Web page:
* HALF-OFF SALE for new subscribers, now through 10/15 *

Saving seeds is good work.

  • 1 pinecones 0
    A ponderosa pine cone on a tree in New Mexico. The seeds are inside the cone. (AP Photo/Susan Montoya Bryan)
  • 2 pinecones
    A forestry department worker chops a ponderosa pine cone in half, to get to the seeds. (AP)
  • 3 pinecones
    Ponderosa pine cones sit on a tree stump after being cut open during a demonstration. Volunteers can take the seeds out and plant them now. (AP)
  • 4 pinecones
    Steven Sandoval, of the Santa Clara Pueblo forestry department, explains what qualities a good ponderosa seed should have. (AP)
  • 5 pinecones
    A group looks for ponderosa pine cones at Bandelier National Monument near Los Alamos, New Mexico. (AP)
  • 1 pinecones 0
  • 2 pinecones
  • 3 pinecones
  • 4 pinecones
  • 5 pinecones

THIS JUST IN

You have {{ remainingArticles }} free {{ counterWords }} remaining.

The bad news: You've hit your limit of free articles.
The good news: You can receive full access below.
God's Big WORLD | Ages 3-6 | $35.88 per year

SIGN UP
Already a member? Sign in.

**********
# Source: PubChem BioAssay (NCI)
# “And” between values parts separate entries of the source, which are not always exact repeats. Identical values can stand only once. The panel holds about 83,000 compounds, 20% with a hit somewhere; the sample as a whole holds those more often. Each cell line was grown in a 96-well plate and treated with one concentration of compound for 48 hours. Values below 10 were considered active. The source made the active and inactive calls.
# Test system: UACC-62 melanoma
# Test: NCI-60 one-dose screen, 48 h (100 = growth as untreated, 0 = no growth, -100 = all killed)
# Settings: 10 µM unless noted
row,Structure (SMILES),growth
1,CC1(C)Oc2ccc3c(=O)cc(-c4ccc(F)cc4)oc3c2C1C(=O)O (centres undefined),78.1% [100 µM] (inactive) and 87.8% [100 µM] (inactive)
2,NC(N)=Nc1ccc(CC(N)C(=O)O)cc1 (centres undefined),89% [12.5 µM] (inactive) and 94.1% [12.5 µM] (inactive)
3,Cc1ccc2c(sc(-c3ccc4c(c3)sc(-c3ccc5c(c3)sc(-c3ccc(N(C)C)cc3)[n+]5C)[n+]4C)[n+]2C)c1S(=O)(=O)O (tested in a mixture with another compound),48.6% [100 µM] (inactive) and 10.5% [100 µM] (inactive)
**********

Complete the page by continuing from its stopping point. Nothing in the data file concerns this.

Ponderosa pine trees grow in New Mexico. People gathered pine cones last fall.
Others dried the cones. They cleaned and sorted the seeds. They froze some. They planted seedlings.
Wildfires burn many of these pines. People save the seeds. They will plant new trees.

 

READ MORE: God gives us trees, trees, and more trees. Isaiah 41:19-20 tells us that God “sets in the desert the pine,” that His people “may see and know that the hand of the Lord has done this.” Ponderosa pine forests often burn down during wildfires. But pine cones are created to make lots of seeds every ten years or so. Teams of people worked in the Jemez Mountains of New Mexico. They gathered as many pine cones as they could before the snow fell. They want one million seeds to save for the future.

 

Lesson #2: Pine Cone Testing. Those of you in areas with layers of deep snow might have difficulty finding pine cones at this time of year. If woods are walkable, take your kids out on a pine cone hunt. Once the cones are room temperature, try this (found at https://parentingchaos.com/why-do-pine-cones-open-and-close/). You’ll need a number of open and closed pine cones, two wide glass bowls of water, and an air heater. Place a closed pine cone in one dish of water and an opened one in the other dish. What do you see? Turn on the heater. Place one open and one closed pine cone in front of it. What happens? God created pine cones to fold their outer scales (bracts) to close when wet. This ensures that the cones release seeds on dry days. The seeds will travel farther and have a better opportunity to land in a spot ideal for growth.